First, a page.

The Royal Society for Public Health (RSPH) has called on the newly elected British government to implement tight restrictions on loot boxes in video games.
The call is joined by a report titled Skins in the Game, which alleges the normalisation of gambling in video games.
Based on research funded by charity GambleAware, the report found that the majority of young people see both loot boxes (58%) and skin betting (60%) as "forms of highly addictive gambling."
The survey was conducted on over 1,000 young people living in the UK, aged between 11 and 24.
Based on the report, the RSPH is now calling on the government to legally recognise loot boxes and skin betting as forms of gambling.
"Young people have told us that gambling and gambling-like activity are slowly but surely polluting hobbies and past-times that have traditionally been beneficial to their wellbeing," said RSPH chief executive Shirley Cramer.
"Today, the vast majority of young people take part regularly in video-gaming and no doubt many will receive video games as Christmas presents. However we, and the young people we've spoken to are concerned at how firmly embedded gambling-type features are in many of these games.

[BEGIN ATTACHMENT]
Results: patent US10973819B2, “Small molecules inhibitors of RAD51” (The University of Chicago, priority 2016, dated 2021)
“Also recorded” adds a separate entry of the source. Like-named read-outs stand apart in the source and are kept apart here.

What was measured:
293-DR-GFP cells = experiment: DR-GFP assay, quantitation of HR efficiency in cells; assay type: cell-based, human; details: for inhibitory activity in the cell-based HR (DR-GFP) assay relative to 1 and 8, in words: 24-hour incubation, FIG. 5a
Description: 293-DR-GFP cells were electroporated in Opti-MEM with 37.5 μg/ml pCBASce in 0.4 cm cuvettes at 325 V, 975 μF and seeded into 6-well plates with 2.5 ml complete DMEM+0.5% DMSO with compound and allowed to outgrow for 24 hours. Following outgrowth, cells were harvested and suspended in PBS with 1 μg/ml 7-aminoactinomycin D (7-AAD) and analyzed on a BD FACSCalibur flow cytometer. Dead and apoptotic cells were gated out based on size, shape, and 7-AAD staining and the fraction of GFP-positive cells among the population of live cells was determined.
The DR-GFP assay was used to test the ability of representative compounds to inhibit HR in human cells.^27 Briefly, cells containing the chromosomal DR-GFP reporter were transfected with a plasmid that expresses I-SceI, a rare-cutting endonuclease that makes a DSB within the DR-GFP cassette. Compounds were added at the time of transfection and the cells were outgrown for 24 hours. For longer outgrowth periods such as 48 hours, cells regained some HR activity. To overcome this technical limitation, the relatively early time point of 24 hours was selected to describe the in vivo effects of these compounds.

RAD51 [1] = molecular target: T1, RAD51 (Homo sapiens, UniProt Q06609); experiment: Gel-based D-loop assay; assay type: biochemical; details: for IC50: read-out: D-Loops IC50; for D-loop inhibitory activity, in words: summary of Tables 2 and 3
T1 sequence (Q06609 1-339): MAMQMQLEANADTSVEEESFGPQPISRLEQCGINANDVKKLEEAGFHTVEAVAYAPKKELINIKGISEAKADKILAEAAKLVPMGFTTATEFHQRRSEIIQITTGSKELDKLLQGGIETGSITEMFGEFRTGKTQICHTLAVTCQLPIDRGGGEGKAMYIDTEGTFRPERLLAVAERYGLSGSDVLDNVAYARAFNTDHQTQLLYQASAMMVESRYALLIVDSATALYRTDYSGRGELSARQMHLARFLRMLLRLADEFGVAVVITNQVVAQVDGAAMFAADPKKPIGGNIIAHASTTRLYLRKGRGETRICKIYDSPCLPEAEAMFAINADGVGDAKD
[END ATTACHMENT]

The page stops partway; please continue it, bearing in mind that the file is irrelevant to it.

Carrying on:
"The rise of loot boxes and skin betting have seen young people introduced to the same mechanisms that underpin gambling, through an industry that operates unchecked and unregulated on the back alleys of the internet, which young people can access from their bedrooms."
This call comes just months after the Department for Digital, Media, Culture, and Sport released its inquiry report into immersive and addictive technologies.
The report was the result of months of evidence gathering, and proposed that loot boxes be regulated under under gambling law.
For the record: This article previously stated it was the Royal Society for the Protection of Health, rather than the Royal Society for Public Health, and has been amended accordingly.